Saturday, December 30, 2017

San Juan Huts day 5: a mountain biking paradox

This is the 6th post in a series about 3 couples riding the San Juan Huts' Durango to Moab Mountain Bike Hut to Hut. The first post starts here.

Day 5: July 26, 2017

In the groove

By Day 5, we had a morning routine: Coffee drinking, breakfast making, gear packing, bike ready-ing, hut cleaning, and finally group picture taking. 
Breakfast today was super yummy eggs and pancakes.

Hopefully a daily trip to the "reading room" fit into each morning sequence. This hut had a particularly nice view for the occupant.

Clear skies on the morning of Day 5 at Wedding Bell Hut
But sooner or later the real business of the day would begin. We got an earlier start than normal to try to beat the heat we knew we would find as we descended to Paradox Valley.   There were some rolling ups and downs as we passed a lot of mining ruins and made our way through the still-muddy double track. Mostly, we were glad for the rains of yesterday as they made sandy sections of the road pleasantly ridable. Eventually, we found our way to the top of Davis Mesa.
Leaving Wedding Bell hut (center of picture) and the Dolores River on a fine clear morning July 26, 2017.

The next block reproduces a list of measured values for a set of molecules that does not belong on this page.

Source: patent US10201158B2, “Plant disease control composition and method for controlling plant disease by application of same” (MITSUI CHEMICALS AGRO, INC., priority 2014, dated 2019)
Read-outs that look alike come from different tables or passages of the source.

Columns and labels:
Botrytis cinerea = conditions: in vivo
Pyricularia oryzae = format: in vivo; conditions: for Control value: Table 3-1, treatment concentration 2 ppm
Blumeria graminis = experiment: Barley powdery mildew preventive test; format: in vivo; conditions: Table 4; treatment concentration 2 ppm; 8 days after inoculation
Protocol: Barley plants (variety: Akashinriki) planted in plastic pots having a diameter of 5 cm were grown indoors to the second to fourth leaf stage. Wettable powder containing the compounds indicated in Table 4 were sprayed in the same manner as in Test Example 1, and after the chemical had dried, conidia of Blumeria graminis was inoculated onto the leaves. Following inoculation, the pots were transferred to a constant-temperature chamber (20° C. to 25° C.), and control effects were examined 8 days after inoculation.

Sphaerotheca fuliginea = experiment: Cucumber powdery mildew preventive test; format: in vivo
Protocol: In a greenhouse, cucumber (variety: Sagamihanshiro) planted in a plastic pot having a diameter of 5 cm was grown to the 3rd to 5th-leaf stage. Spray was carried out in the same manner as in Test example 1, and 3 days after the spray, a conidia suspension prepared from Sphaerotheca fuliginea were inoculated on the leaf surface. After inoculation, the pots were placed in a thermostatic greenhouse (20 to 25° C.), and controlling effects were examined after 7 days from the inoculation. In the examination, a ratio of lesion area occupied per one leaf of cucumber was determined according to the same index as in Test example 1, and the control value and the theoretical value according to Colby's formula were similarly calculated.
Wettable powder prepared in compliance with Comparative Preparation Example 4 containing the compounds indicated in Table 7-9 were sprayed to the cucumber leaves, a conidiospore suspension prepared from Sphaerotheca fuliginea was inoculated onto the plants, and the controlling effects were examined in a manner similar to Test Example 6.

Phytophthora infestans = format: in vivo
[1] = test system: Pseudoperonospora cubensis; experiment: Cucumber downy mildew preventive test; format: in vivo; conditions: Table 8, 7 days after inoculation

On the edge of Davis Mesa looking down into long Paradox Valley

A 30 second geology lesson

Paradox Valley is so named because the Dolores River flows, paradoxically, perpendicular to the strike of the valley. It does so because the valley was not carved by the river. Instead, Paradox Valley, and several other large valleys in SW CO and SE UT are salt anticline collapse valleys. Unlike most sedimentary rocks, salt flows when compressed. The salt in the Paradox Formation squished up toward the surface after it was buried, groundwater dissolved the salt, and the overlying strata collapsed down into the space created by dissolution of the salt .All this took place after the Dolores River was flowing in approximately its present direction, so while the salt moved and the strata collapsed, the river was able to erode its existing course, which just happens to be perpendicular to the direction of the anticline.
Super generalized steps to creating a salt collapse valley

Looking into Paradox Valley. Still intact, once horizontal sedimentary rocks tilt up toward the center of the anticline (shown by the left-most yellow line), but sections of the strata are collapsed in toward the center of the valley (the other two lines). 

Back to the ride

For some reason, I had in my head that Day 5 would be somewhat easy, and I guess it was after yesterday's dangerous thunderstorm mud fest. However, the miles were respectable (32.3 miles) and the elevation gain (3100 ft of climbing) was "not nothing" after four big days on a bike. It took us 3 hours and 45 minutes moving time, which included about 45 minutes of hike-a-bike down the Catch 'em Up trail off of Davis Mesa to the town of Bedrock.

Kenny (circled) rode parts of Catch 'em Up trail. Crazy!